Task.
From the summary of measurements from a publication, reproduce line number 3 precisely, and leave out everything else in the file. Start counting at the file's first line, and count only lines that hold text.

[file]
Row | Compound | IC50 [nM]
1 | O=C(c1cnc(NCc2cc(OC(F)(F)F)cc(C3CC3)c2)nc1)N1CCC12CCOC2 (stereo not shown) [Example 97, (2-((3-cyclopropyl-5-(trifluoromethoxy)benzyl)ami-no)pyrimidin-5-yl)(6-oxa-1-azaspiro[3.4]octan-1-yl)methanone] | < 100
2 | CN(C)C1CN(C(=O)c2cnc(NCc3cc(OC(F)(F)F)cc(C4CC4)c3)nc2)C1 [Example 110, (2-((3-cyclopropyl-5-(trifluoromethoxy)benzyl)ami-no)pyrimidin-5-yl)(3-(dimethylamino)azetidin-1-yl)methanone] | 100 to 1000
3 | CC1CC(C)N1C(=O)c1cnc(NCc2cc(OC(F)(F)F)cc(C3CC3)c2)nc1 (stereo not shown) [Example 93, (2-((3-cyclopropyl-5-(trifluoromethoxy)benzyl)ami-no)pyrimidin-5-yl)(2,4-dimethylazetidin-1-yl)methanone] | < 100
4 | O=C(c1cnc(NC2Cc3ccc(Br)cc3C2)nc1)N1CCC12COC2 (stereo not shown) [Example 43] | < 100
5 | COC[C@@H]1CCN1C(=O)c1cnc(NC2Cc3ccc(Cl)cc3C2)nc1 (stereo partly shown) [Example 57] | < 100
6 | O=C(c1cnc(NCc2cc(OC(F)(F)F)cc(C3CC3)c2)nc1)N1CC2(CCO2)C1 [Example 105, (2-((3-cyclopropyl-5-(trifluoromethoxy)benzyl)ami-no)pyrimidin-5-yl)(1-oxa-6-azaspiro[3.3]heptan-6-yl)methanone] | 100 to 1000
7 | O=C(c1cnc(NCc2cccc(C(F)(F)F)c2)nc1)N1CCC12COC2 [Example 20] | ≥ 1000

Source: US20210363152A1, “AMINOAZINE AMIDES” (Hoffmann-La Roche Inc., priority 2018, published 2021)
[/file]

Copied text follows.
2 | CN(C)C1CN(C(=O)c2cnc(NCc3cc(OC(F)(F)F)cc(C4CC4)c3)nc2)C1 [Example 110, (2-((3-cyclopropyl-5-(trifluoromethoxy)benzyl)ami-no)pyrimidin-5-yl)(3-(dimethylamino)azetidin-1-yl)methanone] | 100 to 1000